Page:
But although many four-calendar year colleges and universities throughout the country failed to open their campuses to in-individual lessons in the previous two several years, or positioned heavy limits on students if they did, and promoted liberal political action on campus although limiting conservatives, a modest contingent of conservative spiritual colleges went to fantastic lengths to supply in-particular person lessons and a standard campus way of living, free of censorship of conservative values.

The conclusion consequence was report enrollment at numerous Catholic and Christian schools in geographically assorted states, from Colorado and Michigan to Virginia and Ohio, all of which opened their doorways for total, in-particular person lessons around the earlier two many years.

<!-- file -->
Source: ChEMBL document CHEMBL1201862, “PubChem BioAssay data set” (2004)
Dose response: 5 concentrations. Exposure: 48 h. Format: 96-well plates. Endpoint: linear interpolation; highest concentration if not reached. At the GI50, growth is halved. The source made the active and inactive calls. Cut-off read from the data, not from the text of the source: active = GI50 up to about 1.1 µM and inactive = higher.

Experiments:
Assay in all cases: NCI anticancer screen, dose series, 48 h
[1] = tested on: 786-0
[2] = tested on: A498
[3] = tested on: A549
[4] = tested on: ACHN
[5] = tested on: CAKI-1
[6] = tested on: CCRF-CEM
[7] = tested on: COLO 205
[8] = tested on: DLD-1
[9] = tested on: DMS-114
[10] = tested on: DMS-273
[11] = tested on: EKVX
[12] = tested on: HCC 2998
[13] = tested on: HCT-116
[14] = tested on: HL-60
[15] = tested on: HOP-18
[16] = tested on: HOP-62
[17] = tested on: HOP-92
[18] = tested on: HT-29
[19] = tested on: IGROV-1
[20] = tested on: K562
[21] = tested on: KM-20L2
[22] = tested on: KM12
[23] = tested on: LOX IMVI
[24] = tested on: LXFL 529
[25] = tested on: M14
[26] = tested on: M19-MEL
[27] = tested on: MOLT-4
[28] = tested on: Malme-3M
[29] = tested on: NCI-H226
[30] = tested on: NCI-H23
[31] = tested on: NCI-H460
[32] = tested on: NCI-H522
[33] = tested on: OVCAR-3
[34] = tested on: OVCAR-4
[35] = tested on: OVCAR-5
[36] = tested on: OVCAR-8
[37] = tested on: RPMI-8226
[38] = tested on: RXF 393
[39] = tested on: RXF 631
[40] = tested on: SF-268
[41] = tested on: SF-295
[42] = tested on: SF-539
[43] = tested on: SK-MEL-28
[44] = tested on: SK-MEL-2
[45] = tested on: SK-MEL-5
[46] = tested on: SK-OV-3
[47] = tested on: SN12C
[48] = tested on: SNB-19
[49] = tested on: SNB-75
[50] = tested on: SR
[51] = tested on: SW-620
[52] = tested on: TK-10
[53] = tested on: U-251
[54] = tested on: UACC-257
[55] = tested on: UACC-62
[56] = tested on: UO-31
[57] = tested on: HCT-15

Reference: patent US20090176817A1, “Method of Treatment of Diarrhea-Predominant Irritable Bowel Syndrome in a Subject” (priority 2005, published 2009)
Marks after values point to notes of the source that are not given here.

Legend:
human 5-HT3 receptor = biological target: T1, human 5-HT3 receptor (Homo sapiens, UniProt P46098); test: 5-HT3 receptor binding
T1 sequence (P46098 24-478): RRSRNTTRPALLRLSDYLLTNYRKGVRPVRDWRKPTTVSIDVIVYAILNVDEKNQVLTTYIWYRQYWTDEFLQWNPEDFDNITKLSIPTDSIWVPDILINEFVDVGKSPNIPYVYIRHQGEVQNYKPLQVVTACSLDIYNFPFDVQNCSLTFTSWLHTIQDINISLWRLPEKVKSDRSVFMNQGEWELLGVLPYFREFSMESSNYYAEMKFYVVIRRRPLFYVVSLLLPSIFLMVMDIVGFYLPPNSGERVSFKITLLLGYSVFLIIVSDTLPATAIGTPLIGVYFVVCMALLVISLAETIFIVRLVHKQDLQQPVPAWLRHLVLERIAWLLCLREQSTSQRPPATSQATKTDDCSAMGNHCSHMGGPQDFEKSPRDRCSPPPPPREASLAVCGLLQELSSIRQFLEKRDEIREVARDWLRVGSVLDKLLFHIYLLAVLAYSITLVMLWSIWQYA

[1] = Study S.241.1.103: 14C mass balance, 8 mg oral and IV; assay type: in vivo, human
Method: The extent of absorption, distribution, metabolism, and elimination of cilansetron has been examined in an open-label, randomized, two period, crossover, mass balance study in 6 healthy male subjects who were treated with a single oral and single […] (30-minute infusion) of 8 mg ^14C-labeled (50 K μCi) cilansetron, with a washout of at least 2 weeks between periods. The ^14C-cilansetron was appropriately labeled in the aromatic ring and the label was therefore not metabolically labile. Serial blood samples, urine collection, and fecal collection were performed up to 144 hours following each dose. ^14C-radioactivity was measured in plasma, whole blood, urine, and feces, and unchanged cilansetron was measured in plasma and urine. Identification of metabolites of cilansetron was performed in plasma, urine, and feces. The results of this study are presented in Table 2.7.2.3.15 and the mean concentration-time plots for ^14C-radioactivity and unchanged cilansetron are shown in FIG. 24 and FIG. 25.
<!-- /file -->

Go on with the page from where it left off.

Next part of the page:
But as a lot as opening their campuses throughout a pandemic-stricken faculty calendar year helped allay COVID-19-affiliated enrollment declines, the schools were being unified in crediting their exceptional missions as the accurate driver of their document enrollment.

Just after viewing a nearly 20-yr high in applications and a 2021 freshman course of 629, much more than 100 pupils more substantial than 2020, Grove City University in western Pennsylvania surveyed the incoming course to find out what it was about the university that contributed to the enormous soar in enrollment.

Pupils ended up requested to rank, in get, which component of the higher education — mission, academics, or COVID-19 guidelines — was most crucial to their conclusion to attend the modest Christian higher education.